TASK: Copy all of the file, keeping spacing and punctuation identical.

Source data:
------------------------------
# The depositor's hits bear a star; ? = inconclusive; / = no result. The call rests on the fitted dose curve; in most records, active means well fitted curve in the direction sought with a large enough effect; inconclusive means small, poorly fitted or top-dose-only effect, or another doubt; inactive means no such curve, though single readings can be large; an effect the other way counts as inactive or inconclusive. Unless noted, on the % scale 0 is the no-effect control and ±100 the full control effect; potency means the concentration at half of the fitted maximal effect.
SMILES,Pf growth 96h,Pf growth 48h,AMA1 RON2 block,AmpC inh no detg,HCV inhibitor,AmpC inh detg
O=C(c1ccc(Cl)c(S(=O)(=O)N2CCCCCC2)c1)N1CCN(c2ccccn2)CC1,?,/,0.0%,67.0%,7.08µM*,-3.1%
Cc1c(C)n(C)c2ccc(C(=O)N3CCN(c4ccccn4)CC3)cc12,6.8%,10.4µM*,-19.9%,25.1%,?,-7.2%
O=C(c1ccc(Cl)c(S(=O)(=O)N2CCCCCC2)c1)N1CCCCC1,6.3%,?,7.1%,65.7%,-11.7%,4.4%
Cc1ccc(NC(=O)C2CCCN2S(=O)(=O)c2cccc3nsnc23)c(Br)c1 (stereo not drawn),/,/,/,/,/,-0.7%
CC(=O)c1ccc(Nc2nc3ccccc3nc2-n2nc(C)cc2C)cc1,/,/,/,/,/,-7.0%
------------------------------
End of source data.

# The depositor's hits bear a star; ? = inconclusive; / = no result. The call rests on the fitted dose curve; in most records, active means well fitted curve in the direction sought with a large enough effect; inconclusive means small, poorly fitted or top-dose-only effect, or another doubt; inactive means no such curve, though single readings can be large; an effect the other way counts as inactive or inconclusive. Unless noted, on the % scale 0 is the no-effect control and ±100 the full control effect; potency means the concentration at half of the fitted maximal effect.
SMILES,Pf growth 96h,Pf growth 48h,AMA1 RON2 block,AmpC inh no detg,HCV inhibitor,AmpC inh detg
O=C(c1ccc(Cl)c(S(=O)(=O)N2CCCCCC2)c1)N1CCN(c2ccccn2)CC1,?,/,0.0%,67.0%,7.08µM*,-3.1%
Cc1c(C)n(C)c2ccc(C(=O)N3CCN(c4ccccn4)CC3)cc12,6.8%,10.4µM*,-19.9%,25.1%,?,-7.2%
O=C(c1ccc(Cl)c(S(=O)(=O)N2CCCCCC2)c1)N1CCCCC1,6.3%,?,7.1%,65.7%,-11.7%,4.4%
Cc1ccc(NC(=O)C2CCCN2S(=O)(=O)c2cccc3nsnc23)c(Br)c1 (stereo not drawn),/,/,/,/,/,-0.7%
CC(=O)c1ccc(Nc2nc3ccccc3nc2-n2nc(C)cc2C)cc1,/,/,/,/,/,-7.0%